Editorial Feature

How Can We Use X-Ray Imaging to Better Understand Neurodegenerative Diseases?

One of the characteristic signs of Alzheimer’s disease is the presence of ‘plaques’ or deposits of proteins in the brain. These deposits consist of beta-amyloid proteins which would normally be cleared by the immune systems. However, Alzheimer’s disease leads to protein malfunctions and issues with the protein folding processes which makes the proteins ‘sticky’ and more prone to clumping that leads to the formation of plaques.1

mri brain scan, x-ray brain, alzheimer

Image Credit: Atthapon Raksthaput/Shutterstock.com

Beta-amyloid plaques are not the only signatures of this neurodegenerative disease at the cellular level. Nerve activity in the brain is typically reduced with Alzheimer’s disease due to the formation of neurofibrillary tangles that ‘choke’ nerve activity.2 While the exact molecular mechanisms that connect the formation of neurofibrillary tangles to some of the reduced synapse activity associated with Alzheimer’s disease are not fully understood, the formation of such tangles is again related to issues with impaired protein function.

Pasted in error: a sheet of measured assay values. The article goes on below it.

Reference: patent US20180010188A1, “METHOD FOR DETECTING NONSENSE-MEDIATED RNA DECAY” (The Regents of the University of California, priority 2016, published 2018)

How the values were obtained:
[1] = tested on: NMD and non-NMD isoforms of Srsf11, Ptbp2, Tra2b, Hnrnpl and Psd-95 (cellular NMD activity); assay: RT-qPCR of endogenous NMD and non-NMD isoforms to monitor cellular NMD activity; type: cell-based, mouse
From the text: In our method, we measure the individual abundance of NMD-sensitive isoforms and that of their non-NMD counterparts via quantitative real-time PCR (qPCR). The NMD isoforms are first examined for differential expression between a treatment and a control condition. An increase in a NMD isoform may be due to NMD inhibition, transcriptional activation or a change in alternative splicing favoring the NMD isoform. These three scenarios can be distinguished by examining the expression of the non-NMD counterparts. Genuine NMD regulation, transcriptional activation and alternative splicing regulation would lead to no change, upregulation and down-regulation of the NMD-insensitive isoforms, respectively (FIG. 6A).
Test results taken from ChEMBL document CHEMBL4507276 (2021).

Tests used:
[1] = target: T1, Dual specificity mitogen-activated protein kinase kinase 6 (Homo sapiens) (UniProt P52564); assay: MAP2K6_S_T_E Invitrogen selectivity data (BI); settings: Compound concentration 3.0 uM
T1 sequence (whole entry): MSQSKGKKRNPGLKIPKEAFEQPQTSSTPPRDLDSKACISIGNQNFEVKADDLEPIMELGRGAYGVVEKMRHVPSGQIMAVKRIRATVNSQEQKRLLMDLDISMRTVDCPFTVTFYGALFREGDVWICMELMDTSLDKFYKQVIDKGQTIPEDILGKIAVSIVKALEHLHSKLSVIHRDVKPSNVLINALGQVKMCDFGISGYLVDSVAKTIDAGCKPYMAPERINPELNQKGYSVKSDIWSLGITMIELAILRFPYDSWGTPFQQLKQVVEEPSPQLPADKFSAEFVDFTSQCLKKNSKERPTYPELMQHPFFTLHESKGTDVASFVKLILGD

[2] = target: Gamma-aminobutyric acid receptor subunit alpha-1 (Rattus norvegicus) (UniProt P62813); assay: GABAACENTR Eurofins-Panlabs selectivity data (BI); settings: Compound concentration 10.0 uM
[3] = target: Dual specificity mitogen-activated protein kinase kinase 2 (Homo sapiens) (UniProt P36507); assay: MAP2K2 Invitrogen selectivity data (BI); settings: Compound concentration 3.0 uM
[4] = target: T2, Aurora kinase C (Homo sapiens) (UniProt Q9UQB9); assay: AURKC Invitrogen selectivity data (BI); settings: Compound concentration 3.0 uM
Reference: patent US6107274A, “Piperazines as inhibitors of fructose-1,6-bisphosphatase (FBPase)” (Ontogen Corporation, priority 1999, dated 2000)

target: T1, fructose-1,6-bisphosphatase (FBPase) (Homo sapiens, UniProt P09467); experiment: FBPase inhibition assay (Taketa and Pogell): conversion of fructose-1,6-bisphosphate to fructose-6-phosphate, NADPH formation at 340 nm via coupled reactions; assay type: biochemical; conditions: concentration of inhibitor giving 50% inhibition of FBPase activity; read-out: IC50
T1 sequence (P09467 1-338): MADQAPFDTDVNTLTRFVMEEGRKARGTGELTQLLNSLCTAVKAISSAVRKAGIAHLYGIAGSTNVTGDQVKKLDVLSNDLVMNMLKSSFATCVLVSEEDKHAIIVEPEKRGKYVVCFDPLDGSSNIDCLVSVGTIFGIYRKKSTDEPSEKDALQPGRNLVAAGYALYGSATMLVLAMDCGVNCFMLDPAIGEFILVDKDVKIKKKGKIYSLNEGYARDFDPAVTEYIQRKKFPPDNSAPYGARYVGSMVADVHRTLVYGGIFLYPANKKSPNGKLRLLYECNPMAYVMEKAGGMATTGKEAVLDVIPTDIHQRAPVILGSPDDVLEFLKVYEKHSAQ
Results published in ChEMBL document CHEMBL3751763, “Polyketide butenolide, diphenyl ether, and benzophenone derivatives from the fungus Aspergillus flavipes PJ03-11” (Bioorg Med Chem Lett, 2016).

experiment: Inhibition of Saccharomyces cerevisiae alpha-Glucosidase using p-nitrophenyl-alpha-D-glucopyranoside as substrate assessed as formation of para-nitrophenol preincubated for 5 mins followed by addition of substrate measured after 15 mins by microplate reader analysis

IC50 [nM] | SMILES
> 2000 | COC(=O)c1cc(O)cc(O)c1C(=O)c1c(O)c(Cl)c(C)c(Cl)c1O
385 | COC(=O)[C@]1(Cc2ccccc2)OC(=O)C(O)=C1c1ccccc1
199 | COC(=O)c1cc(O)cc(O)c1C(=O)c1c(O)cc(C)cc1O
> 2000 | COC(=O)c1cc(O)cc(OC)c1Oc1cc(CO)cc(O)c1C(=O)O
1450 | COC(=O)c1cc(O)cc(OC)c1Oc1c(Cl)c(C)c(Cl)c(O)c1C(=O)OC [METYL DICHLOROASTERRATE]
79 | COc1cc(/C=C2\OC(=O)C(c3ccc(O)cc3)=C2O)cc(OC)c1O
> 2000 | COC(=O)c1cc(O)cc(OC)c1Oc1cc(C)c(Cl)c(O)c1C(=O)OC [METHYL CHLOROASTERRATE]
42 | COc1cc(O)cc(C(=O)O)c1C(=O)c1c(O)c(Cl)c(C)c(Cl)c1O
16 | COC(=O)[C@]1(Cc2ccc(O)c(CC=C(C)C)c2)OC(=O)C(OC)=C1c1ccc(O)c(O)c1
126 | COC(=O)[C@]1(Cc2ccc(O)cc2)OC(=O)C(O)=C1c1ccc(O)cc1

One of the challenges for making a definitive Alzheimer’s diagnosis is that there are few techniques that can fully visualize the cellular changes and plaques in the brain while the patient is alive.3 ­­High resolution magnetic resonance imaging (MRI) can be used but the very long acquisition times are highly undesirable for clinical applications.

There is a need for new imaging methodologies that can be used to diagnose neurodegenerative diseases, including Alzheimer’s disease. A suitable imaging technique needs to have sufficient spatial resolution to be able to resolve the structures in the regions affected by plaques – which have a great deal of nanoscale structure within them of the protein components.4